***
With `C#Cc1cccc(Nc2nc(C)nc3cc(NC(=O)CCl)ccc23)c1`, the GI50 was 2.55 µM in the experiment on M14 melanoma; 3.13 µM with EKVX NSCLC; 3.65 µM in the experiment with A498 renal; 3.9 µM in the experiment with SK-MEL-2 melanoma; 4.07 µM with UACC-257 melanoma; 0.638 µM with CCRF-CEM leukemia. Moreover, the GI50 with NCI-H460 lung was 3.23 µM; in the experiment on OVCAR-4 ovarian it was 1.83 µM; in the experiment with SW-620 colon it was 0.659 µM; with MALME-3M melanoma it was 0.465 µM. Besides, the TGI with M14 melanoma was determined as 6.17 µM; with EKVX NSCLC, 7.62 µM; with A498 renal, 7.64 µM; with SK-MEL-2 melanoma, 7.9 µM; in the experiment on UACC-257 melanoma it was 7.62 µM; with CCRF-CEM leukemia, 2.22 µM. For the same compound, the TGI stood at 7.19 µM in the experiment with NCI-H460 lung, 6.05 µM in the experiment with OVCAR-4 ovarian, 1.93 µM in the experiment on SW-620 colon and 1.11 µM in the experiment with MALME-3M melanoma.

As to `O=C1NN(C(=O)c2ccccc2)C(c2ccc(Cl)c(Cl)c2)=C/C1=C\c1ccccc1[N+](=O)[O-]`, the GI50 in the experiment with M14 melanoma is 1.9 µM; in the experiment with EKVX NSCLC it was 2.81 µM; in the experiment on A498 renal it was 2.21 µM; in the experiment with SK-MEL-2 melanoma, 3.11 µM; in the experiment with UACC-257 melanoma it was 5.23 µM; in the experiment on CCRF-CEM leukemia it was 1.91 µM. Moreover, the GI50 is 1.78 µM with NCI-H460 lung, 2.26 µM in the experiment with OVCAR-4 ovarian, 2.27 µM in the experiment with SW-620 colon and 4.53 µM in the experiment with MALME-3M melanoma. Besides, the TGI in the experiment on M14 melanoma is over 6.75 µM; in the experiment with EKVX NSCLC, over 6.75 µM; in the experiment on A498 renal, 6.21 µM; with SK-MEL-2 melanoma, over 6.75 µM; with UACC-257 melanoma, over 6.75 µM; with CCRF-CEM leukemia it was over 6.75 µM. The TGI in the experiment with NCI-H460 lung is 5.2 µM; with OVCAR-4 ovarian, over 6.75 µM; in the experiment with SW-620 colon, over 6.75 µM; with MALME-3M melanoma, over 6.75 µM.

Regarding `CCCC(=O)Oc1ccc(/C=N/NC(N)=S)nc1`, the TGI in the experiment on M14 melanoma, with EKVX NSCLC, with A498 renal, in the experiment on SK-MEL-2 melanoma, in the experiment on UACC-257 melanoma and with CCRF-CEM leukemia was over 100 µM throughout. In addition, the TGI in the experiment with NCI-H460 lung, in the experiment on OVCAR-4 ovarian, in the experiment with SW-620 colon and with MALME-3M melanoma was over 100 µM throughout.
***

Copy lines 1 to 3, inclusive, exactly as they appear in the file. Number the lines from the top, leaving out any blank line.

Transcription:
With `C#Cc1cccc(Nc2nc(C)nc3cc(NC(=O)CCl)ccc23)c1`, the GI50 was 2.55 µM in the experiment on M14 melanoma; 3.13 µM with EKVX NSCLC; 3.65 µM in the experiment with A498 renal; 3.9 µM in the experiment with SK-MEL-2 melanoma; 4.07 µM with UACC-257 melanoma; 0.638 µM with CCRF-CEM leukemia. Moreover, the GI50 with NCI-H460 lung was 3.23 µM; in the experiment on OVCAR-4 ovarian it was 1.83 µM; in the experiment with SW-620 colon it was 0.659 µM; with MALME-3M melanoma it was 0.465 µM. Besides, the TGI with M14 melanoma was determined as 6.17 µM; with EKVX NSCLC, 7.62 µM; with A498 renal, 7.64 µM; with SK-MEL-2 melanoma, 7.9 µM; in the experiment on UACC-257 melanoma it was 7.62 µM; with CCRF-CEM leukemia, 2.22 µM. For the same compound, the TGI stood at 7.19 µM in the experiment with NCI-H460 lung, 6.05 µM in the experiment with OVCAR-4 ovarian, 1.93 µM in the experiment on SW-620 colon and 1.11 µM in the experiment with MALME-3M melanoma.

As to `O=C1NN(C(=O)c2ccccc2)C(c2ccc(Cl)c(Cl)c2)=C/C1=C\c1ccccc1[N+](=O)[O-]`, the GI50 in the experiment with M14 melanoma is 1.9 µM; in the experiment with EKVX NSCLC it was 2.81 µM; in the experiment on A498 renal it was 2.21 µM; in the experiment with SK-MEL-2 melanoma, 3.11 µM; in the experiment with UACC-257 melanoma it was 5.23 µM; in the experiment on CCRF-CEM leukemia it was 1.91 µM. Moreover, the GI50 is 1.78 µM with NCI-H460 lung, 2.26 µM in the experiment with OVCAR-4 ovarian, 2.27 µM in the experiment with SW-620 colon and 4.53 µM in the experiment with MALME-3M melanoma. Besides, the TGI in the experiment on M14 melanoma is over 6.75 µM; in the experiment with EKVX NSCLC, over 6.75 µM; in the experiment on A498 renal, 6.21 µM; with SK-MEL-2 melanoma, over 6.75 µM; with UACC-257 melanoma, over 6.75 µM; with CCRF-CEM leukemia it was over 6.75 µM. The TGI in the experiment with NCI-H460 lung is 5.2 µM; with OVCAR-4 ovarian, over 6.75 µM; in the experiment with SW-620 colon, over 6.75 µM; with MALME-3M melanoma, over 6.75 µM.

Regarding `CCCC(=O)Oc1ccc(/C=N/NC(N)=S)nc1`, the TGI in the experiment on M14 melanoma, with EKVX NSCLC, with A498 renal, in the experiment on SK-MEL-2 melanoma, in the experiment on UACC-257 melanoma and with CCRF-CEM leukemia was over 100 µM throughout. In addition, the TGI in the experiment with NCI-H460 lung, in the experiment on OVCAR-4 ovarian, in the experiment with SW-620 colon and with MALME-3M melanoma was over 100 µM throughout.